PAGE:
Addendum: As per the EOC forum rules, I can't just be soliciting new products all willy-nilly here. I'm basically trying to find out the interest level and costs involved are so that in the future, this could be a kit that would be available through the Honda Club Store.


Thanks for reading another huge post from me!
 

·
Registered
Joined
·
6,238 Posts
This has a lot of potential for the performance minded members.

I have often thought about a similar setup.

My question IS ::: What direction is the air flow on the hood at speed?

The Element has a large flat windshield. In some cases, my Isuzu trooper to be exact, the air flow is reverse flowing. ( That was also the case on my 1970 Pontiac Trans-Am.) Have you done any tape/string flow tests? Does the high pressure area build up with an aft for forward flow? Before you spend time/money for production, I would prove the high pressure point ( area ) on the Element.

I understand that a high pressure point, is just that. An area of high pressure. So this modification would no doubt prove to be an improvement. However, to make as effective as it can possibly be, the opening must be pointed in the direction of the natural flow.

Just a thought for you.

Thanks for bringing your expertise to "bear" on this mod. :D

Your time and effort is much appreciated !!

Dom
 

·
Registered
Joined
·
108 Posts
Discussion Starter · #3 ·
Air flow considerations

Thanks for your well-thought-out post, Dom.

I initially picked this position for the scoop because of the fact that it was the position that made the plumbing the easiest. After I removed the trim for modification, I drove a few days with the trim sitting half-done on my kitchen countertop. I noticed quite a bit of wind noise, so I reasoned that the flow over the wiper area may be a little more turbulent and not as attached as I had presumed.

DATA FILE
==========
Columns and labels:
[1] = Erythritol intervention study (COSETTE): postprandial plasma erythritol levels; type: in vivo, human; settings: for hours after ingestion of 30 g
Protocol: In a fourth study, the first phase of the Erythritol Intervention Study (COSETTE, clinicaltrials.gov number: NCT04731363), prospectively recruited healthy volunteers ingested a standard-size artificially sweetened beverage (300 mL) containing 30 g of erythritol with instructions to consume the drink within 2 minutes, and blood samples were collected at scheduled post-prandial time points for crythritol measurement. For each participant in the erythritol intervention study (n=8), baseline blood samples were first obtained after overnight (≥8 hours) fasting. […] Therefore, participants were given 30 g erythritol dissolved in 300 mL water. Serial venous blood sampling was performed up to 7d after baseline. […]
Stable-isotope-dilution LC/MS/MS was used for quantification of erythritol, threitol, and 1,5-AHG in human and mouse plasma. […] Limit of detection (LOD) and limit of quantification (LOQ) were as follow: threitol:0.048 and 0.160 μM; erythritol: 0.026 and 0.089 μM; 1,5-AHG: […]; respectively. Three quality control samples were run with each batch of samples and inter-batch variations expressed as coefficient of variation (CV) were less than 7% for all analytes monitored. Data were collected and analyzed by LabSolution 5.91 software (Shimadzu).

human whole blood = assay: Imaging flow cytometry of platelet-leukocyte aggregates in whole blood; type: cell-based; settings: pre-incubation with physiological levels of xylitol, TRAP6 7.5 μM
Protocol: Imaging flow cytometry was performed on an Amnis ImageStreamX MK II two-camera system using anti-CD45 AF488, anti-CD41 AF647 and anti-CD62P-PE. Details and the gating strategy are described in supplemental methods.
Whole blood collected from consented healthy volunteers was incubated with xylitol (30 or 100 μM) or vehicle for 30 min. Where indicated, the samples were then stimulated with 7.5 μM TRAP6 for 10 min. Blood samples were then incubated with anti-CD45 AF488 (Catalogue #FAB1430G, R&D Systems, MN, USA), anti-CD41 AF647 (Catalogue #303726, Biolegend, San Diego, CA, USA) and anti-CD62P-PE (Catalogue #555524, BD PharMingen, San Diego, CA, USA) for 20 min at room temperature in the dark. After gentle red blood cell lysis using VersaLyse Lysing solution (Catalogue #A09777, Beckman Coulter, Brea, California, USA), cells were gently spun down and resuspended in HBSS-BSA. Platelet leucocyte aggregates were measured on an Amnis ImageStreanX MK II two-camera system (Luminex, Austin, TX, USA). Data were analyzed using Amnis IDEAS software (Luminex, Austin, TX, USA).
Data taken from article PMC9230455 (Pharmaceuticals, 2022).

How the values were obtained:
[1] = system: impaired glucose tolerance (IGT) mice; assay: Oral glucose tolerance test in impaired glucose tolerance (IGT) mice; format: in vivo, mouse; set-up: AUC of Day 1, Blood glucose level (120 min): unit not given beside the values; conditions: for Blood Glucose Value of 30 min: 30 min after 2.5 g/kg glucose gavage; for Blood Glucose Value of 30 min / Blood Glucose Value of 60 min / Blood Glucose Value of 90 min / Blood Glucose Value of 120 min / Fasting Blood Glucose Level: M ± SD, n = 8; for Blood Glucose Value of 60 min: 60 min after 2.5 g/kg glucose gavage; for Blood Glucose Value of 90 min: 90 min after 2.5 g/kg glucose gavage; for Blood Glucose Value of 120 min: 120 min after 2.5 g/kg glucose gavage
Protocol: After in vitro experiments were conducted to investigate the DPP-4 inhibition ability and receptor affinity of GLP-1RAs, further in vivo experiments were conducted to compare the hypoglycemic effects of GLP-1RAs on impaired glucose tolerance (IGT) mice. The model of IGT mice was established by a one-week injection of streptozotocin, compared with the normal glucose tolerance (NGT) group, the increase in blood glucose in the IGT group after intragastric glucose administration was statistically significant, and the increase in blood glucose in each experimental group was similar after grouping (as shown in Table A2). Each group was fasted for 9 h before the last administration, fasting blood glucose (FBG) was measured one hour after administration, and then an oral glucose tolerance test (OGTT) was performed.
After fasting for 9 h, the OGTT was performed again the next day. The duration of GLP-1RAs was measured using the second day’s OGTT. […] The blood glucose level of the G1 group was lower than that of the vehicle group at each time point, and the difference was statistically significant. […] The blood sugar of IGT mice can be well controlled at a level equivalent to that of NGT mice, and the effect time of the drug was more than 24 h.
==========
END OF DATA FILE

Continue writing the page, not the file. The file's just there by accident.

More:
I went ahead and got some dark honey and diluted it a bit to get the desired viscosity for an aero test. I thought about doing this with tufts on the hood, but I thought cutting all the little ribbons and taping them down would be a royal pain.

At very low speeds, the flow is non-laminar as you'd expect as the air slips over the front edge of the hood from the stagnation region just in front of the grill/headlights. At speeds above approx. 20mph, though, the streamlines go pretty much straight up the hood surface and stay well-attached and laminar. The little bit of aerodynamic funkiness I observed involved the flow leaking out to the outside over the fenders as it neared the windshield. It seems like the little indentation in the center of the hood design causes a very subtle pressure buildup that actually helps nudge some of the outside airflow over the edge.

Anyway, as it were, the first prototype scoop seems to be in a good position. It's not centered, as it is offset toward the driver's side, but it is not located so far off that it enters the region of escaping flow. I think it's more or less in the best position feasible if I plan on keeping it low and against the hood. It is possible, however, that if I extended the scoop so that it's sort of mounted on an aerodynamically-shaped pylon that pops above the hood a few inches, (more like a snorkel now) then it would be able to grab some air from the freestream that's unimpeded altogether.

If you've got any ideas, please PM me or post them. I'm probably going to work up one or two more versions, so I have some room to experiment!
 

·
Registered
Joined
·
6,238 Posts
Intriguing use of an all natural substance! I commend you on your ingenuity.

I was just outside taping String to the hood. I'm using painters tape, not duct tape.:) I will test the flow characteristics this afternoon. Interesting that you found an air leak in the stream. I will add some string to the area you described, just for the fun of it. I'll try to take some Photo's of the string, at differing speeds. I'll post them so you can see what I found first hand.


Dom
 

·
Registered
Joined
·
108 Posts
Discussion Starter · #5 ·
Hood airflow

I'm sorry if I made a misleading statement- There's not really any weird air leak going on... I was just trying to explain that the flow has a transverse component as you get closer to the fender edge.

Have fun with your tufting!
 
1 - 5 of 5 Posts
Top